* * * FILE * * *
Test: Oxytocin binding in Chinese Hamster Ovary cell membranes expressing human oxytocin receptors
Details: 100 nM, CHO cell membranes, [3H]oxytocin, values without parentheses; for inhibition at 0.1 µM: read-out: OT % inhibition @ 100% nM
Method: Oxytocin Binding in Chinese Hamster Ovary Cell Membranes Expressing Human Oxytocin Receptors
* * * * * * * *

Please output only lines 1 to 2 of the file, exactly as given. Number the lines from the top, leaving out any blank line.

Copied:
Test: Oxytocin binding in Chinese Hamster Ovary cell membranes expressing human oxytocin receptors
Details: 100 nM, CHO cell membranes, [3H]oxytocin, values without parentheses; for inhibition at 0.1 µM: read-out: OT % inhibition @ 100% nM